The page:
Calls for fashion watchdog over high street's ‘unfair buying practices’

Researchers from the University of Aberdeen named Zara and Primark as among those treating suppliers unfairly.

Zara and Primark named as retailers treating Bangladeshi suppliers unfairly by Aberdeen University researchers iStock

Calls have been made for a fashion watchdog to be set up to stop the “unacceptable purchasing practices” uncovered by Aberdeen researchers.

In a survey of 1,000 Bangladeshi manufacturers, researchers found large brands paying below the cost of production, with the majority of factories selling to the largest retailers paying the same prices despite the cost of raw materials increasing.

Researchers from the University of Aberdeen and charity Transform Trade named High Street shops Zara and Primark as among those treating suppliers unfairly.

In the research published on Sunday, report authors said the suppliers named 1,138 brands they had contracts with in February 2020 and of those 37% were reported as having engaged in unfair practices.

More than half of suppliers said they had suffered unfair purchasing practices, including cancellations, failure to pay, delays in payment and discount demands, with knock-on effects including forced overtime and harassment.

Fiona Gooch, senior policy adviser at Transform Trade, said the findings were a “wake-up call”.

“We need a fashion watchdog to stop unacceptable purchasing practices of the clothing retailers benefiting from large consumer markets, along the same lines as existing protections for food suppliers,” she said.

“Only when suppliers are able to plan ahead, with confidence that they will earn as expected, can they deliver good working conditions for their workers.”

Zara, the report said, had 90 factories producing for the brand in March 2020.

Researchers said 31% of factories reported cancelled or partially cancelled orders, 27% had price reductions, 10% had orders which the firm refused to pay for while in transit or production, and 30% had reported payment being delayed for at least three months.

Meanwhile, Primark, which had 35 factories working on products according to the report, cancelled or partially cancelled orders from 34% of surveyed factories, reduced the price of orders at 20%, and 11% of factories reported payments being delayed.

The study, called Impact of Global Clothing Retailers’ Unfair Practices on Bangladeshi Suppliers During Covid-19, also said large numbers of firms were reported to be buying from factories facing rising costs for raw materials and nearly one in five were struggling to pay the Bangladeshi minimum wage of £2.30 per day.

Larger brands buying from many factories were engaging in unfair purchasing practices more often than smaller brands, the supplier survey said, and every brand buying from 15 or more factories was reported to be engaging in at least one of these practices.

The survey also found that post-lockdown, garment factories cut a quarter of their workforce, which report authors said suggested up to 900,000 workers could have lost their jobs.

Making clothing has become Bangladesh’s most important manufacturing sector, accounting for 20% of its GDP. Employing around four million workers, more than 12 million are dependent on the sector for their livelihood, researchers said.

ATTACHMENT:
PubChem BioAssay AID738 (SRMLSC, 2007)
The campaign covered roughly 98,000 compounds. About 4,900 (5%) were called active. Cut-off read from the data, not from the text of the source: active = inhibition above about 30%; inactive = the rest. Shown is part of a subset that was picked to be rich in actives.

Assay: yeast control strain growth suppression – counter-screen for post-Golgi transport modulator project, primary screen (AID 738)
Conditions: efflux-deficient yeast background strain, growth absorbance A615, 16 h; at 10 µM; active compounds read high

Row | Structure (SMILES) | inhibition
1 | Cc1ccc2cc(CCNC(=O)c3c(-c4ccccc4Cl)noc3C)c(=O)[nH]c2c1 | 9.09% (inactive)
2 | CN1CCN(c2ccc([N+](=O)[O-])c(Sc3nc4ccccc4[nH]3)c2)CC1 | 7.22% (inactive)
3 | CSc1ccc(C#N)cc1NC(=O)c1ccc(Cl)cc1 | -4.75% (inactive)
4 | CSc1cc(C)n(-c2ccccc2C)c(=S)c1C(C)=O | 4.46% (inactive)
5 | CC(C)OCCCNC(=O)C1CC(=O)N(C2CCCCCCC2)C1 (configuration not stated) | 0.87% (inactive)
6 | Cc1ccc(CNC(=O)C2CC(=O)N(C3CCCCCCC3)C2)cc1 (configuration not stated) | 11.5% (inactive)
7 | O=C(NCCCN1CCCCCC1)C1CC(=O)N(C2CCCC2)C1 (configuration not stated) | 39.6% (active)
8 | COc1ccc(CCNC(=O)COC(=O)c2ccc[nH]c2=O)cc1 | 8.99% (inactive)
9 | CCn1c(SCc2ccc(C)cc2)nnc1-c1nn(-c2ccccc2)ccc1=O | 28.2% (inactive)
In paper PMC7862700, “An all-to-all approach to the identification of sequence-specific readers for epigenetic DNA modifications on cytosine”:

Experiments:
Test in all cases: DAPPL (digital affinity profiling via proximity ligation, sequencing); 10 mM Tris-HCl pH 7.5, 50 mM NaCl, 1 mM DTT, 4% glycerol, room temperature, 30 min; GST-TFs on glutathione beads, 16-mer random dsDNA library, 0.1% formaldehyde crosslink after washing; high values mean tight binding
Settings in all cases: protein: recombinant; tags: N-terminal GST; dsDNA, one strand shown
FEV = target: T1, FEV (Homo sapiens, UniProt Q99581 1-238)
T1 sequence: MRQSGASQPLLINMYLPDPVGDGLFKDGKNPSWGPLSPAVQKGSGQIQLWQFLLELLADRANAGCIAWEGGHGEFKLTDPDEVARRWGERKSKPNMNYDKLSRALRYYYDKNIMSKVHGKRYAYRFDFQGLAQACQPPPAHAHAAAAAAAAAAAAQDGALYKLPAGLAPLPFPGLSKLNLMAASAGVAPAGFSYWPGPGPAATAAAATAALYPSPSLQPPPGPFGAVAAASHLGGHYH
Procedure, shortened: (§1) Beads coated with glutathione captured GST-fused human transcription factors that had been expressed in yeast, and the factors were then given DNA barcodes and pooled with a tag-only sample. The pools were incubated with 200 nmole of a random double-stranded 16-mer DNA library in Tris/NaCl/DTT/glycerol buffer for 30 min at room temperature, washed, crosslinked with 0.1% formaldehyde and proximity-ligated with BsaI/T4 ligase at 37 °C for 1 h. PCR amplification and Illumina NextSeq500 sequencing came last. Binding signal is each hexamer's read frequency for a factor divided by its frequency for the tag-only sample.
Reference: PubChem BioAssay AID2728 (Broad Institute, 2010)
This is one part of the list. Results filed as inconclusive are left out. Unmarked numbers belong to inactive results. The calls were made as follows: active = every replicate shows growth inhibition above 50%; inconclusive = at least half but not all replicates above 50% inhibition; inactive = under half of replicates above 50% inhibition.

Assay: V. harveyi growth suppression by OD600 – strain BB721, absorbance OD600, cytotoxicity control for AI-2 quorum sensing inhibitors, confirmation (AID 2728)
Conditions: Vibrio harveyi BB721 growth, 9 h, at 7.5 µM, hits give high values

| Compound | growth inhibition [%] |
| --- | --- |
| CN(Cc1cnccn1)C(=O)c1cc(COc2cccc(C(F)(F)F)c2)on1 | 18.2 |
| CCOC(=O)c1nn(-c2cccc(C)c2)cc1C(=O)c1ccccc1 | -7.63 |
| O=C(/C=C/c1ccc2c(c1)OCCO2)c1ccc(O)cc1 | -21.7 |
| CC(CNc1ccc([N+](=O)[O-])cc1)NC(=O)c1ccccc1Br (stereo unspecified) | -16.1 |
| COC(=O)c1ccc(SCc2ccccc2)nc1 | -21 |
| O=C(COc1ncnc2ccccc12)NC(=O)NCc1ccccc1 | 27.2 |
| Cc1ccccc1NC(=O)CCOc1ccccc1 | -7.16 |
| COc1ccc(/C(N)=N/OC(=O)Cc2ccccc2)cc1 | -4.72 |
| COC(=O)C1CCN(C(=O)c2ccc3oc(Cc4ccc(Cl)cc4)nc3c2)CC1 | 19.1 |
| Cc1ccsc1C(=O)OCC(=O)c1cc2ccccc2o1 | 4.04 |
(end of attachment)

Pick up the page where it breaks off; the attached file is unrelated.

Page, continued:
Ms Gooch said when “retailers treat suppliers badly by breaching previously arranged terms, it’s workers who suffer”.

“If a retailer fails to pay the agreed amount, or delays payments, the supplier has to cut costs some other way, and this is frequently passed on to their workers, who have the least power in the supply chain,” she said.

“Reports of being rehired on worse pay and conditions, bullying and unpaid overtime are the predictable result. We need a fashion watchdog to regulate UK garment retailers, along the same lines as the existing supermarket watchdog.”

Supermarkets have the Groceries Code Adjudicator, a watchdog which enforces a statutory code of practice which bans certain unfair purchasing practices by large retailers towards their food and groceries suppliers, irrespective of location.

A Primark spokesman said the “rights and conditions of the workers who make our products are extremely important to us and we know how devastating Covid-19 has been for the global garment industry”.

“The unprecedented nature of the pandemic meant all our stores across the world were forced to close. At the time, and with no online presence, we had no way of knowing how long this would last for,” the spokesman said, and added it was for these reasons the company took the “incredibly difficult decision in March 2020 to cancel all orders which had not yet been handed over to us”.

All orders which had been handed over were paid within 30 days and there were no payment delays or renegotiation of prices in connection with these, the company said, and through 2020 it set up several initiatives to “support suppliers and their workers”.

The company said compliance with its code of conduct was mandatory when working with Primark, and the firm is a founding member of the Action Collaboration Transformation initiative.

In the report, Inditex, which owns Zara, said it had “devised a strategy for supporting those workers early on in the pandemic” and “guaranteed payment for all orders already placed and in process of production and worked with financial institutions to facilitate the provision of loans to suppliers on favourable terms”.

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